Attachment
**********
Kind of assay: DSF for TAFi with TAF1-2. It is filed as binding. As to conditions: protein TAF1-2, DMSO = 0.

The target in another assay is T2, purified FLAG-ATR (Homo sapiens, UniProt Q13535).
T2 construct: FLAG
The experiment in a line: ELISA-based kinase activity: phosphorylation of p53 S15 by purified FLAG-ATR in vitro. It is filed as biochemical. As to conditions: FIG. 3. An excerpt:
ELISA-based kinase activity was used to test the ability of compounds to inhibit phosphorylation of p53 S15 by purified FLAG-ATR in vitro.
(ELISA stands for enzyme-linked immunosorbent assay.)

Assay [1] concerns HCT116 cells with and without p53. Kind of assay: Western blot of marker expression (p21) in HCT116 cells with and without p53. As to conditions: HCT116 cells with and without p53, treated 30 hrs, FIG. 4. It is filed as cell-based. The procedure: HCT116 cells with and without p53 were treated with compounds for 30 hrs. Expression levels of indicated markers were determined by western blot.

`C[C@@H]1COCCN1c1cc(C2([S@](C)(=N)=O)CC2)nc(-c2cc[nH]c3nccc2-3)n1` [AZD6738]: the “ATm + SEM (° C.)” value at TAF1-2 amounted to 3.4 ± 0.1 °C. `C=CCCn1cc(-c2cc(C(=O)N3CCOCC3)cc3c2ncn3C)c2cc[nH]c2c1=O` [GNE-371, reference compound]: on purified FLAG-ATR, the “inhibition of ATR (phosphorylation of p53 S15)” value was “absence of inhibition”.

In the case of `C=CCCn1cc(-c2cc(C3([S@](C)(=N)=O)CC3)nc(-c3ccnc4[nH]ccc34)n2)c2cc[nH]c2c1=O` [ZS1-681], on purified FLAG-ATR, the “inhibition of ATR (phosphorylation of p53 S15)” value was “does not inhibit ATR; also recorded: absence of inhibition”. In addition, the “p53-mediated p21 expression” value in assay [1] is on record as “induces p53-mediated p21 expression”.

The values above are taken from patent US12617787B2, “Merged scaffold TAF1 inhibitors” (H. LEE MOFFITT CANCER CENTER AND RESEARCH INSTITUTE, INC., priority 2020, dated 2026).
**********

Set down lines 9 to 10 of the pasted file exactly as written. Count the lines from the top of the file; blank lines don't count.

In the case of `C=CCCn1cc(-c2cc(C3([S@](C)(=N)=O)CC3)nc(-c3ccnc4[nH]ccc34)n2)c2cc[nH]c2c1=O` [ZS1-681], on purified FLAG-ATR, the “inhibition of ATR (phosphorylation of p53 S15)” value was “does not inhibit ATR; also recorded: absence of inhibition”. In addition, the “p53-mediated p21 expression” value in assay [1] is on record as “induces p53-mediated p21 expression”.

The values above are taken from patent US12617787B2, “Merged scaffold TAF1 inhibitors” (H. LEE MOFFITT CANCER CENTER AND RESEARCH INSTITUTE, INC., priority 2020, dated 2026).